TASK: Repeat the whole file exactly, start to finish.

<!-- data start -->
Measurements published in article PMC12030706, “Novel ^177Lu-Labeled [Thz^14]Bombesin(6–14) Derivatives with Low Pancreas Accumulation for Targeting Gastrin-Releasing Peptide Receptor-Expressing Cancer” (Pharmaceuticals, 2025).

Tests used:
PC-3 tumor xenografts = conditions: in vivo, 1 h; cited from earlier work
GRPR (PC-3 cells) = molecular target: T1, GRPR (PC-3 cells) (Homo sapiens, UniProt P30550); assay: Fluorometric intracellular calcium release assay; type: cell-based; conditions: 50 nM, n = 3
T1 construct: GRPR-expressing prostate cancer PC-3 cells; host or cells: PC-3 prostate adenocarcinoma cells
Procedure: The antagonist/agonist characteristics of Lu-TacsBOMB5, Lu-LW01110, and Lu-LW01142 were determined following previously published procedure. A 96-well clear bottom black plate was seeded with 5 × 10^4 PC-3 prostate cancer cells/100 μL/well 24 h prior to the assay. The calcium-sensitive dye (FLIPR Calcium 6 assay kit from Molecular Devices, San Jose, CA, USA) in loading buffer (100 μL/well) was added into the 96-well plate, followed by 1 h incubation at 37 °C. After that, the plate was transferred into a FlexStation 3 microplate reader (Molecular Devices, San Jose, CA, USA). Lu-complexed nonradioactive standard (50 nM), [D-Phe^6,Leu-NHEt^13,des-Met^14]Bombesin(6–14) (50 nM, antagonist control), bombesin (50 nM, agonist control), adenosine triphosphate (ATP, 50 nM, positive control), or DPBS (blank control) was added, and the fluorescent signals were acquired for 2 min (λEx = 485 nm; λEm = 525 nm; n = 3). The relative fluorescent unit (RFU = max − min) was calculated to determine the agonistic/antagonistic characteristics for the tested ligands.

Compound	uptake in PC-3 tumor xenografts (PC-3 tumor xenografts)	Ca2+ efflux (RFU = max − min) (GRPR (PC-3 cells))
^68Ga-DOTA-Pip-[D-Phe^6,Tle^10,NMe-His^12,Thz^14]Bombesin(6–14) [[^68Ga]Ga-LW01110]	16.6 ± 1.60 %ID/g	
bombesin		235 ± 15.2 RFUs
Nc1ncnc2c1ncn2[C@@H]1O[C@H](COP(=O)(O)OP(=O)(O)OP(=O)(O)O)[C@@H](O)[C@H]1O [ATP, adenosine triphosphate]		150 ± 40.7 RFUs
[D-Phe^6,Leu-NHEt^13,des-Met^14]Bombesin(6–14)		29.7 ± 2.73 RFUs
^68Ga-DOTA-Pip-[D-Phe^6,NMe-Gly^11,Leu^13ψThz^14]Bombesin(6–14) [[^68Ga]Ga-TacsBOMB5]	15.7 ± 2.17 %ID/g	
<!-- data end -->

Measurements published in article PMC12030706, “Novel ^177Lu-Labeled [Thz^14]Bombesin(6–14) Derivatives with Low Pancreas Accumulation for Targeting Gastrin-Releasing Peptide Receptor-Expressing Cancer” (Pharmaceuticals, 2025).

Tests used:
PC-3 tumor xenografts = conditions: in vivo, 1 h; cited from earlier work
GRPR (PC-3 cells) = molecular target: T1, GRPR (PC-3 cells) (Homo sapiens, UniProt P30550); assay: Fluorometric intracellular calcium release assay; type: cell-based; conditions: 50 nM, n = 3
T1 construct: GRPR-expressing prostate cancer PC-3 cells; host or cells: PC-3 prostate adenocarcinoma cells
Procedure: The antagonist/agonist characteristics of Lu-TacsBOMB5, Lu-LW01110, and Lu-LW01142 were determined following previously published procedure. A 96-well clear bottom black plate was seeded with 5 × 10^4 PC-3 prostate cancer cells/100 μL/well 24 h prior to the assay. The calcium-sensitive dye (FLIPR Calcium 6 assay kit from Molecular Devices, San Jose, CA, USA) in loading buffer (100 μL/well) was added into the 96-well plate, followed by 1 h incubation at 37 °C. After that, the plate was transferred into a FlexStation 3 microplate reader (Molecular Devices, San Jose, CA, USA). Lu-complexed nonradioactive standard (50 nM), [D-Phe^6,Leu-NHEt^13,des-Met^14]Bombesin(6–14) (50 nM, antagonist control), bombesin (50 nM, agonist control), adenosine triphosphate (ATP, 50 nM, positive control), or DPBS (blank control) was added, and the fluorescent signals were acquired for 2 min (λEx = 485 nm; λEm = 525 nm; n = 3). The relative fluorescent unit (RFU = max − min) was calculated to determine the agonistic/antagonistic characteristics for the tested ligands.

Compound	uptake in PC-3 tumor xenografts (PC-3 tumor xenografts)	Ca2+ efflux (RFU = max − min) (GRPR (PC-3 cells))
^68Ga-DOTA-Pip-[D-Phe^6,Tle^10,NMe-His^12,Thz^14]Bombesin(6–14) [[^68Ga]Ga-LW01110]	16.6 ± 1.60 %ID/g	
bombesin		235 ± 15.2 RFUs
Nc1ncnc2c1ncn2[C@@H]1O[C@H](COP(=O)(O)OP(=O)(O)OP(=O)(O)O)[C@@H](O)[C@H]1O [ATP, adenosine triphosphate]		150 ± 40.7 RFUs
[D-Phe^6,Leu-NHEt^13,des-Met^14]Bombesin(6–14)		29.7 ± 2.73 RFUs
^68Ga-DOTA-Pip-[D-Phe^6,NMe-Gly^11,Leu^13ψThz^14]Bombesin(6–14) [[^68Ga]Ga-TacsBOMB5]	15.7 ± 2.17 %ID/g	